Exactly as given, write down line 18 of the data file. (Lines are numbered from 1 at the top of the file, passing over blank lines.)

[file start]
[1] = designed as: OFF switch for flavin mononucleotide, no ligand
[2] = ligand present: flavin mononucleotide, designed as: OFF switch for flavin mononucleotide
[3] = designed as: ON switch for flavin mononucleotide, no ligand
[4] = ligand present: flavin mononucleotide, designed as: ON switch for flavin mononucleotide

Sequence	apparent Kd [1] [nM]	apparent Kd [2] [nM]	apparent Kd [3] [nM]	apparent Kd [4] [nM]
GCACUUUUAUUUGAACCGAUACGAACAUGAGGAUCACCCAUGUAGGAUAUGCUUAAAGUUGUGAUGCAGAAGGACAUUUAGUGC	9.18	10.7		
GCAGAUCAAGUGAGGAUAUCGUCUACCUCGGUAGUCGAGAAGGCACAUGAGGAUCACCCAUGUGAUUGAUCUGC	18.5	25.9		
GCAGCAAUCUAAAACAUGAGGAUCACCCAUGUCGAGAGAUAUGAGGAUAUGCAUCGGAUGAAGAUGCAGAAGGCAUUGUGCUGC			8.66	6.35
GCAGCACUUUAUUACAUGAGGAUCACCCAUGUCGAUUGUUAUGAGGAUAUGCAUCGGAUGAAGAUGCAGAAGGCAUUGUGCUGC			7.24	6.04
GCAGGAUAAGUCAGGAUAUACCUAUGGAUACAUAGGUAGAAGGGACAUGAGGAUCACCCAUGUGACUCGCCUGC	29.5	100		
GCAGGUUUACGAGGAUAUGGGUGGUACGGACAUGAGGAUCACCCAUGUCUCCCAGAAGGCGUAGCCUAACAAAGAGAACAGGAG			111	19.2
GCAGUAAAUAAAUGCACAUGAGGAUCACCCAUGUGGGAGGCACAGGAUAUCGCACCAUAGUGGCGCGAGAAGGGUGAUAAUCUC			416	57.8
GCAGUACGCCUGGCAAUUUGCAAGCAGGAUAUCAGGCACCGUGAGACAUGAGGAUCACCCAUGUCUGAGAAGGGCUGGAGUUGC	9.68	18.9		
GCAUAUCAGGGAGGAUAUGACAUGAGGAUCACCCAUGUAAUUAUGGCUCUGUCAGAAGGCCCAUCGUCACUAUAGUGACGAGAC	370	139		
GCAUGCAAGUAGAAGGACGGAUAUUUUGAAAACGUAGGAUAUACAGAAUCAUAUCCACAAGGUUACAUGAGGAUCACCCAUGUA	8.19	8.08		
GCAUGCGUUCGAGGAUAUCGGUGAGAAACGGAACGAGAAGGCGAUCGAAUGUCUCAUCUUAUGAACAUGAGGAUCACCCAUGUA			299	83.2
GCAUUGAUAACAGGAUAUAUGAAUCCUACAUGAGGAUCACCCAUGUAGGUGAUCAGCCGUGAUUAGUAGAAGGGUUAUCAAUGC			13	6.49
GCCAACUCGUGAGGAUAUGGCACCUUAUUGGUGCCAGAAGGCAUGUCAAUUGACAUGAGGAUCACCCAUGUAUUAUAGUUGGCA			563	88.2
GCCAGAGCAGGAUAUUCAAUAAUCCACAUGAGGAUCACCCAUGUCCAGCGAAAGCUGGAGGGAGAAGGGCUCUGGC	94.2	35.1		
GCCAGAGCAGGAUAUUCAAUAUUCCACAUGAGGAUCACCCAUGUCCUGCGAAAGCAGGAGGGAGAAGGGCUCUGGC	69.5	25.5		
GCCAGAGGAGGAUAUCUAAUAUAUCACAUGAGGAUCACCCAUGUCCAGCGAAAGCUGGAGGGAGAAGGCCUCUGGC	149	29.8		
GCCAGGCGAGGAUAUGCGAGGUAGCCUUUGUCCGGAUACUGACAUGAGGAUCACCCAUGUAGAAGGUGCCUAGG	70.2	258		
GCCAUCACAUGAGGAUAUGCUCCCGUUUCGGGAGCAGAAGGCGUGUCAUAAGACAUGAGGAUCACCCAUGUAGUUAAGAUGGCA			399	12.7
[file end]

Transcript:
GCCAACUCGUGAGGAUAUGGCACCUUAUUGGUGCCAGAAGGCAUGUCAAUUGACAUGAGGAUCACCCAUGUAUUAUAGUUGGCA			563	88.2